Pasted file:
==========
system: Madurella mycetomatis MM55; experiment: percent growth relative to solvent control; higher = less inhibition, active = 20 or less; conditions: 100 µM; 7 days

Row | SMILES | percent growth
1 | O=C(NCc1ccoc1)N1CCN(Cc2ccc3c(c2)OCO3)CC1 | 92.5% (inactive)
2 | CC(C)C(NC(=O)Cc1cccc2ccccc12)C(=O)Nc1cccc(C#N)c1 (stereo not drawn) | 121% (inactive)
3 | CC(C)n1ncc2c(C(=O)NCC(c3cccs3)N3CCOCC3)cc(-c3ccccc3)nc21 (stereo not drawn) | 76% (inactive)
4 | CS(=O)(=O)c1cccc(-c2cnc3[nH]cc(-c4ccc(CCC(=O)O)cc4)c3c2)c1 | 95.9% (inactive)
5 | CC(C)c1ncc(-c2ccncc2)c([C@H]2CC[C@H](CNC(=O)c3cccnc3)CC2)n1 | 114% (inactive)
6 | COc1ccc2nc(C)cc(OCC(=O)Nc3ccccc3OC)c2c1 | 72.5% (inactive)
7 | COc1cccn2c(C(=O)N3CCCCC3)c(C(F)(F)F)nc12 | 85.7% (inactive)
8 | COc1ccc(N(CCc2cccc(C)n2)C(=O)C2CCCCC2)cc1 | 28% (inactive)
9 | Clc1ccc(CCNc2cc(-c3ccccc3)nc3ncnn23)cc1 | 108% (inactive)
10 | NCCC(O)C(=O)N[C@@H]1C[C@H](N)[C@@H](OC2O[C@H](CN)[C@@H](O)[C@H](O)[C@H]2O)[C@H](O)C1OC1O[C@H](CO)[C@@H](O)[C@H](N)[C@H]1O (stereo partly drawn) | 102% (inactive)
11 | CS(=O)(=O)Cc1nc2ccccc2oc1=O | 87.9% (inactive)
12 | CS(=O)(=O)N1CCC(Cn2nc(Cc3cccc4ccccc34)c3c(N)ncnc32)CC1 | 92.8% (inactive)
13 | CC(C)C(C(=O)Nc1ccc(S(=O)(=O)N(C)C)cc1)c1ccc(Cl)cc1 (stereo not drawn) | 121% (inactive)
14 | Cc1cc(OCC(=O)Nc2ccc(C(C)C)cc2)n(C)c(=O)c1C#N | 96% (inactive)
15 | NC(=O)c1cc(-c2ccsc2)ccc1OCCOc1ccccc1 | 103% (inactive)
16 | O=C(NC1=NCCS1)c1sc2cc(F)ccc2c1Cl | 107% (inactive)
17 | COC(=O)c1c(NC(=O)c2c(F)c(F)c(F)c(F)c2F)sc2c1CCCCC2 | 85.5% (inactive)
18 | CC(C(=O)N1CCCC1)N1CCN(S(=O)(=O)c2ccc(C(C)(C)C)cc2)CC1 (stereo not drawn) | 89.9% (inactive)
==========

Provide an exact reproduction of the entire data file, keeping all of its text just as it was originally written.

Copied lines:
system: Madurella mycetomatis MM55; experiment: percent growth relative to solvent control; higher = less inhibition, active = 20 or less; conditions: 100 µM; 7 days

Row | SMILES | percent growth
1 | O=C(NCc1ccoc1)N1CCN(Cc2ccc3c(c2)OCO3)CC1 | 92.5% (inactive)
2 | CC(C)C(NC(=O)Cc1cccc2ccccc12)C(=O)Nc1cccc(C#N)c1 (stereo not drawn) | 121% (inactive)
3 | CC(C)n1ncc2c(C(=O)NCC(c3cccs3)N3CCOCC3)cc(-c3ccccc3)nc21 (stereo not drawn) | 76% (inactive)
4 | CS(=O)(=O)c1cccc(-c2cnc3[nH]cc(-c4ccc(CCC(=O)O)cc4)c3c2)c1 | 95.9% (inactive)
5 | CC(C)c1ncc(-c2ccncc2)c([C@H]2CC[C@H](CNC(=O)c3cccnc3)CC2)n1 | 114% (inactive)
6 | COc1ccc2nc(C)cc(OCC(=O)Nc3ccccc3OC)c2c1 | 72.5% (inactive)
7 | COc1cccn2c(C(=O)N3CCCCC3)c(C(F)(F)F)nc12 | 85.7% (inactive)
8 | COc1ccc(N(CCc2cccc(C)n2)C(=O)C2CCCCC2)cc1 | 28% (inactive)
9 | Clc1ccc(CCNc2cc(-c3ccccc3)nc3ncnn23)cc1 | 108% (inactive)
10 | NCCC(O)C(=O)N[C@@H]1C[C@H](N)[C@@H](OC2O[C@H](CN)[C@@H](O)[C@H](O)[C@H]2O)[C@H](O)C1OC1O[C@H](CO)[C@@H](O)[C@H](N)[C@H]1O (stereo partly drawn) | 102% (inactive)
11 | CS(=O)(=O)Cc1nc2ccccc2oc1=O | 87.9% (inactive)
12 | CS(=O)(=O)N1CCC(Cn2nc(Cc3cccc4ccccc34)c3c(N)ncnc32)CC1 | 92.8% (inactive)
13 | CC(C)C(C(=O)Nc1ccc(S(=O)(=O)N(C)C)cc1)c1ccc(Cl)cc1 (stereo not drawn) | 121% (inactive)
14 | Cc1cc(OCC(=O)Nc2ccc(C(C)C)cc2)n(C)c(=O)c1C#N | 96% (inactive)
15 | NC(=O)c1cc(-c2ccsc2)ccc1OCCOc1ccccc1 | 103% (inactive)
16 | O=C(NC1=NCCS1)c1sc2cc(F)ccc2c1Cl | 107% (inactive)
17 | COC(=O)c1c(NC(=O)c2c(F)c(F)c(F)c(F)c2F)sc2c1CCCCC2 | 85.5% (inactive)
18 | CC(C(=O)N1CCCC1)N1CCN(S(=O)(=O)c2ccc(C(C)(C)C)cc2)CC1 (stereo not drawn) | 89.9% (inactive)